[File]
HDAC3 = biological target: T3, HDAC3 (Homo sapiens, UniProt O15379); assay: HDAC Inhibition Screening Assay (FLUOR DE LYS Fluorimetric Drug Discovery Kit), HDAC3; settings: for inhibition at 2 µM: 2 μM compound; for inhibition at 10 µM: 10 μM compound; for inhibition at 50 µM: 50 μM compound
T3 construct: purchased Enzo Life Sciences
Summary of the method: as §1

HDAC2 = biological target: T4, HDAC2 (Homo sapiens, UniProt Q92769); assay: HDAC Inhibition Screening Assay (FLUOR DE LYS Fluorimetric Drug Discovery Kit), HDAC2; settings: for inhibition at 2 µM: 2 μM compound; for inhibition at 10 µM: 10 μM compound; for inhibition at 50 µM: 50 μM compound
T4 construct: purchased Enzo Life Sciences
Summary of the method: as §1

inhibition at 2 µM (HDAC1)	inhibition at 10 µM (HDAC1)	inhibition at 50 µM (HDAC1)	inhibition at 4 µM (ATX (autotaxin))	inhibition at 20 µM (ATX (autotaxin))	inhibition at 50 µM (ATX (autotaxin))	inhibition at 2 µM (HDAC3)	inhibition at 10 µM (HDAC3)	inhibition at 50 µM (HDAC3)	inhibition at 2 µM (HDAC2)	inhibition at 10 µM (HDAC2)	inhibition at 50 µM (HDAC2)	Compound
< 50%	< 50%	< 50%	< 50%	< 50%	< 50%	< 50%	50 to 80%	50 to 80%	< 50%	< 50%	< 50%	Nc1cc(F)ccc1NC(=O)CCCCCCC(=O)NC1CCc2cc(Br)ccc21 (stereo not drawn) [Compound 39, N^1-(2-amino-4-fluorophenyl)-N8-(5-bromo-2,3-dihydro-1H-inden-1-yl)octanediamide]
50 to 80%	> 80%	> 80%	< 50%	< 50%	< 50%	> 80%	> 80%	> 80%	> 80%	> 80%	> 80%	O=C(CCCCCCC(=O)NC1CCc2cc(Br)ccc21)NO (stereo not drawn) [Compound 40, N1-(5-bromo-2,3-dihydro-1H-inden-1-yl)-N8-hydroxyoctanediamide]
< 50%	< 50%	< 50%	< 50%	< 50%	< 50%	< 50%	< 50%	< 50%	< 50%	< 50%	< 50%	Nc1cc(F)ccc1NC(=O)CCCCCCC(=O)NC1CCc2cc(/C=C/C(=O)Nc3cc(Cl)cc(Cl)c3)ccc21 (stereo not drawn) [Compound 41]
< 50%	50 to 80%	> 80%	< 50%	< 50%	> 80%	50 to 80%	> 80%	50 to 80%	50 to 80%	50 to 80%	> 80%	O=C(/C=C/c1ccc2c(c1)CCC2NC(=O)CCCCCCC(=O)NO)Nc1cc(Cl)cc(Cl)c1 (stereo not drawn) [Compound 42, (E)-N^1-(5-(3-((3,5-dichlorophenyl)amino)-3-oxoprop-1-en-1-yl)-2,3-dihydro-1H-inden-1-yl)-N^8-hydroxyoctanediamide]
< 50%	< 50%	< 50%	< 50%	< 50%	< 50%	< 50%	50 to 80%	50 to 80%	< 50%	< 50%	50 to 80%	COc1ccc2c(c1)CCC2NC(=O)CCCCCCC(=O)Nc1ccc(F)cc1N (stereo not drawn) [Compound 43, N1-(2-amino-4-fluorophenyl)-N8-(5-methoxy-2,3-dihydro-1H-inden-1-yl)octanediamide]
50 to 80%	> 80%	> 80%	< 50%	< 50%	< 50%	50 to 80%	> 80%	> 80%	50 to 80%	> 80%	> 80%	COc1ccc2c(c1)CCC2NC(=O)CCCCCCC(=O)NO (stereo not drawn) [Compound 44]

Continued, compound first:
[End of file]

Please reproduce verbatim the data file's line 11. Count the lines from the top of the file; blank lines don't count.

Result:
< 50%	50 to 80%	> 80%	< 50%	< 50%	> 80%	50 to 80%	> 80%	50 to 80%	50 to 80%	50 to 80%	> 80%	O=C(/C=C/c1ccc2c(c1)CCC2NC(=O)CCCCCCC(=O)NO)Nc1cc(Cl)cc(Cl)c1 (stereo not drawn) [Compound 42, (E)-N^1-(5-(3-((3,5-dichlorophenyl)amino)-3-oxoprop-1-en-1-yl)-2,3-dihydro-1H-inden-1-yl)-N^8-hydroxyoctanediamide]